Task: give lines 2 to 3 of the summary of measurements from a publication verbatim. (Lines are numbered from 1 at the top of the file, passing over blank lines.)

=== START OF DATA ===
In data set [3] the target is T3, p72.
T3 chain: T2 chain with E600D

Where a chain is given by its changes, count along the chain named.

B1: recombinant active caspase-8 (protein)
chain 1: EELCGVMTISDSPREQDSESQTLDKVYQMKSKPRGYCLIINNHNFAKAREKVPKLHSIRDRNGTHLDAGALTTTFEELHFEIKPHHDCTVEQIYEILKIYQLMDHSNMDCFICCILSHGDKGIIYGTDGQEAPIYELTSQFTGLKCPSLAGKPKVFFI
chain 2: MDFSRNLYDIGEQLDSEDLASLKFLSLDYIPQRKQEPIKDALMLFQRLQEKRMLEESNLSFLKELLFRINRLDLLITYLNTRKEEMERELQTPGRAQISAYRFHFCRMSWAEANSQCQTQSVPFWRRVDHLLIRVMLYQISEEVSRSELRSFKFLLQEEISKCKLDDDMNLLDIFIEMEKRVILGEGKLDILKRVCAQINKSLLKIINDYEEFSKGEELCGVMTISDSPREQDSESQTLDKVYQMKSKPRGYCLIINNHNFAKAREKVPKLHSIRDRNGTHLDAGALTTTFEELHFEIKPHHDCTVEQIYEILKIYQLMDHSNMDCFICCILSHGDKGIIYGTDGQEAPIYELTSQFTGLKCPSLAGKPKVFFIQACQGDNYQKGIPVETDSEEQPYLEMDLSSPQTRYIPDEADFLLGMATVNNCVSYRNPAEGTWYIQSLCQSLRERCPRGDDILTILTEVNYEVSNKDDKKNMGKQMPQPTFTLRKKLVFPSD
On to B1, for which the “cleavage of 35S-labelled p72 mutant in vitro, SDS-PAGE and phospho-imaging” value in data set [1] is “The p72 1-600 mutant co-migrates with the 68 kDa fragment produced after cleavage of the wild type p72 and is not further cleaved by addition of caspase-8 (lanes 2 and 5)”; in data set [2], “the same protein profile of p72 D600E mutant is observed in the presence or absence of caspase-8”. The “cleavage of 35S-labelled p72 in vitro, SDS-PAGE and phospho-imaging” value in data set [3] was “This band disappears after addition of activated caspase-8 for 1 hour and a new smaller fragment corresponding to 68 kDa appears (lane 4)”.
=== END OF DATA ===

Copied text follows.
T3 chain: T2 chain with E600D

Where a chain is given by its changes, count along the chain named.